Any other season, the trip from Indianapolis back to Columbus for the Ohio State men's basketball team might have been utter disappointment. Make no mistake, in the next 48 hours there will be plenty of anxiety.
But despite a 67-60 loss in the Big Ten Tournament quarterfinals, the Buckeyes may still have life as an NCAA Tournament at-large contender.
Thanks to a slew of bubbles bursting on Thursday, no fewer than 12 at-large contenders being knocked off in their respective conference tournaments, Ohio State may still appear on the field of 65 teams when the bracket is announced Sunday evening on CBS.
Ohio State (19-13) is far from the ideal resume heading into judgment weekend for the NCAA selection committee, but a nationwide collapse of contenders has the Buckeyes looking, at very worst, no more bleak than the competition.
Friday's loss, a dagger to the heart of the Buckeyes, was a byproduct of several missed opportunities and defensive lapses. The most notable, was a breakdown in communication allowing senior guard Drew Neitzel an uncontested lay-up from a sideline entry pass around the two-minute mark, and down just three points with 1:30 remaining, a heartbreaking 3-pointer by Neitzel to extend the lead to six – three of his game-high 28 points.
Beating a ranked Tom Izzo-team is tough enough. But when you're trying to do it for the second time in five days, it's an unenviable task.
That was the task laid out to the feet of the Buckeyes on Friday. With NCAA Tournament hopes hanging in the balance, Ohio State was expected to follow-up a 63-54 victory on Sunday with an encore performance. Instead, the underachieving Spartans, Big Ten preseason favorites that finished fourth in the regular season, played with a chip on their shoulders.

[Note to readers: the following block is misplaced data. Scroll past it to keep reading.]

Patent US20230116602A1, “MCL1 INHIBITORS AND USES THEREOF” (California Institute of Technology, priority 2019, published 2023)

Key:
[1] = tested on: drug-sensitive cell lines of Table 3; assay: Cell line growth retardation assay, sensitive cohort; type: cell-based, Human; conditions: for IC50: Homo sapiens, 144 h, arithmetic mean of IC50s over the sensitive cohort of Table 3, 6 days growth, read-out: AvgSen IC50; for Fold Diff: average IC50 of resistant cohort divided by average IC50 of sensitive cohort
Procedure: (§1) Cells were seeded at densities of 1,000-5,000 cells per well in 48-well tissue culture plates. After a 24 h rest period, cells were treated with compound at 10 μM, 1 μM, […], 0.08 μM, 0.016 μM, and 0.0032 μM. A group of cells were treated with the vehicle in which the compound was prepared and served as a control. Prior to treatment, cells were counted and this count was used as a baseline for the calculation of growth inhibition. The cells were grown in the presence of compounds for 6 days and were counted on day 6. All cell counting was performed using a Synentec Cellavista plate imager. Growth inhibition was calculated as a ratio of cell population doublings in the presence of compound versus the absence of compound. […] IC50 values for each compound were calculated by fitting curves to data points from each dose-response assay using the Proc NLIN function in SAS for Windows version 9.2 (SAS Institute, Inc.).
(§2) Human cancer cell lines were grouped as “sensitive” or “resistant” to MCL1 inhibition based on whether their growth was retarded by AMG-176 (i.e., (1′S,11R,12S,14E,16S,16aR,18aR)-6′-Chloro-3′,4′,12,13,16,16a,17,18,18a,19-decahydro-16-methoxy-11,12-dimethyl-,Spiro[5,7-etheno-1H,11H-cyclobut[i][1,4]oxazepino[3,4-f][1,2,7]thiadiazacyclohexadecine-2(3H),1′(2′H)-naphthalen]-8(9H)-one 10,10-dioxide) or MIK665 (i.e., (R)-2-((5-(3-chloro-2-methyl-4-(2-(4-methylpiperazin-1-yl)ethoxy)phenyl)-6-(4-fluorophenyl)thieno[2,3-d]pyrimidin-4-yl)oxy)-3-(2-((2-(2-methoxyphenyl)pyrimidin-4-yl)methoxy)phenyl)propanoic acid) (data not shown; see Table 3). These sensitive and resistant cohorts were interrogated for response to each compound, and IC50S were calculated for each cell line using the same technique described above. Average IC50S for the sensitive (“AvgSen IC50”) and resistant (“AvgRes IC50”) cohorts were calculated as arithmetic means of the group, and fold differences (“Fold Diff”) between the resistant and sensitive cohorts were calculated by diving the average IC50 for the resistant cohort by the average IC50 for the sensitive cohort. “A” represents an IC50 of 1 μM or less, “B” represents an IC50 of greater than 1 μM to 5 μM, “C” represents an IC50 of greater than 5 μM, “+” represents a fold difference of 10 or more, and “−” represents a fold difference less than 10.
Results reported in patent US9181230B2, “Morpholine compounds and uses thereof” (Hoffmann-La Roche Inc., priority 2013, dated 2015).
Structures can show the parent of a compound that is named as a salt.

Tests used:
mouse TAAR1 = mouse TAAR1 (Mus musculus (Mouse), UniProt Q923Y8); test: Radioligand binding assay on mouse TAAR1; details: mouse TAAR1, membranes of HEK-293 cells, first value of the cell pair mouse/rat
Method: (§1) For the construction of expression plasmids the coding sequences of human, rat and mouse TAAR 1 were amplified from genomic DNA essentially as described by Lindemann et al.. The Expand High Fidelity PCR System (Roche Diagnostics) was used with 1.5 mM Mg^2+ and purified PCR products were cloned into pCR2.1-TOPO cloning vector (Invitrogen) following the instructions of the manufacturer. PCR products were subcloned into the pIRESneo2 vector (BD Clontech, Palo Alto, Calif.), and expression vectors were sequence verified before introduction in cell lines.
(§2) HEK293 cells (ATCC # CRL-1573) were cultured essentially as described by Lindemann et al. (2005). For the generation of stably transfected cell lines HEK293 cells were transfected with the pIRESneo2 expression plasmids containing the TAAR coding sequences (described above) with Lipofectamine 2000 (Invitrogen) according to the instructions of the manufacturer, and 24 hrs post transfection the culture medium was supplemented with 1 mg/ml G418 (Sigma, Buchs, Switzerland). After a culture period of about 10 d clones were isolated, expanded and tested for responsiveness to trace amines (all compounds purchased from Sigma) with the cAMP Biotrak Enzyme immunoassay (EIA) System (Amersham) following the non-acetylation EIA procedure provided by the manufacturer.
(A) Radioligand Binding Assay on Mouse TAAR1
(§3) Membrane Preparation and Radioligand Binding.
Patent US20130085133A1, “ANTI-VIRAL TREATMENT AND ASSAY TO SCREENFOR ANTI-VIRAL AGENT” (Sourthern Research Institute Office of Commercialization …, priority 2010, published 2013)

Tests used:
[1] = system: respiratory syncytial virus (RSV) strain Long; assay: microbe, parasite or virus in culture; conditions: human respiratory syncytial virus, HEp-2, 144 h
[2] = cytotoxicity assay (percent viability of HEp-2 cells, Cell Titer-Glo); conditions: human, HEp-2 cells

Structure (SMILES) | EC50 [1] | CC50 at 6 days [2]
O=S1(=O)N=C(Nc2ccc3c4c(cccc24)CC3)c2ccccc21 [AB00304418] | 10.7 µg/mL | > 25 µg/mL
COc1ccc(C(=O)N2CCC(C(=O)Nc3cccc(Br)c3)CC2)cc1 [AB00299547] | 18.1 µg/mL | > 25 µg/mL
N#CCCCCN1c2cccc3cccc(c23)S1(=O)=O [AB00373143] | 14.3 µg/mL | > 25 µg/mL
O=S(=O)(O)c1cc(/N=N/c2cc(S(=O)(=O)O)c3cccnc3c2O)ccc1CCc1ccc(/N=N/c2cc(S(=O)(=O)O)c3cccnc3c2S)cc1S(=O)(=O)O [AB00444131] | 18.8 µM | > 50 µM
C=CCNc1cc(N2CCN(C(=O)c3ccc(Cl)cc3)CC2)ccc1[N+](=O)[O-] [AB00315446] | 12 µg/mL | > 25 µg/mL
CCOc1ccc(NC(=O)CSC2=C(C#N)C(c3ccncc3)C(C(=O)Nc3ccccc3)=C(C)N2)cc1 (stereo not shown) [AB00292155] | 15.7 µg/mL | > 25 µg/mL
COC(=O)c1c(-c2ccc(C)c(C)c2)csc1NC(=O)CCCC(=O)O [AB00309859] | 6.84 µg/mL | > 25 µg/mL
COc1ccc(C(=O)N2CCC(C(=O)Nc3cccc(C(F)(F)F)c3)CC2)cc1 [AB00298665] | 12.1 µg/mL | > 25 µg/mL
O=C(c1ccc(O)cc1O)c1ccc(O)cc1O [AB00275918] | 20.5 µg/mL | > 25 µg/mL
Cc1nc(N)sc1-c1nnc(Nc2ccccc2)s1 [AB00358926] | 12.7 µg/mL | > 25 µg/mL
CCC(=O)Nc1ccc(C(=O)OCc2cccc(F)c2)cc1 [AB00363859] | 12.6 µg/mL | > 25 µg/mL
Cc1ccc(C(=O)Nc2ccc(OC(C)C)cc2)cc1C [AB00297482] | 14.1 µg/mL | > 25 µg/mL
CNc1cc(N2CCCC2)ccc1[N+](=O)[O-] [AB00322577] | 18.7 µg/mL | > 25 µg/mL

Tied 30-30 at halftime, the Buckeyes looked to be in terrific shape heading into the second half. For five minutes, they were.
However, a total of five fouls called in just 120 seconds against the Buckeyes, including three on 7-footer Kosta Koufos and a pair on Othello Hunter, including a technical, changed the complexion of the game entirely. The technical was a controversial one, as replays showed Hunter did nothing more than lip the words "oh no," after drawing a personal under the basket trying to block the shot of forward Goran Suton.
Despite the negative momentum, which gave Koufos three fouls and Hunter four, the Buckeyes were able to recover just enough to stay competitive. But when the Buckeyes were showing signs of life, cutting the lead to three eventually, their defensive meltdowns allowing Neitzel an easy five points put the final nail in the coffin.
Accordingly, Michigan St. will advance Saturday to the semifinals to play top-seeded Big Ten Champion Wisconsin, while Ohio State awaits its fate for Sunday's selection show.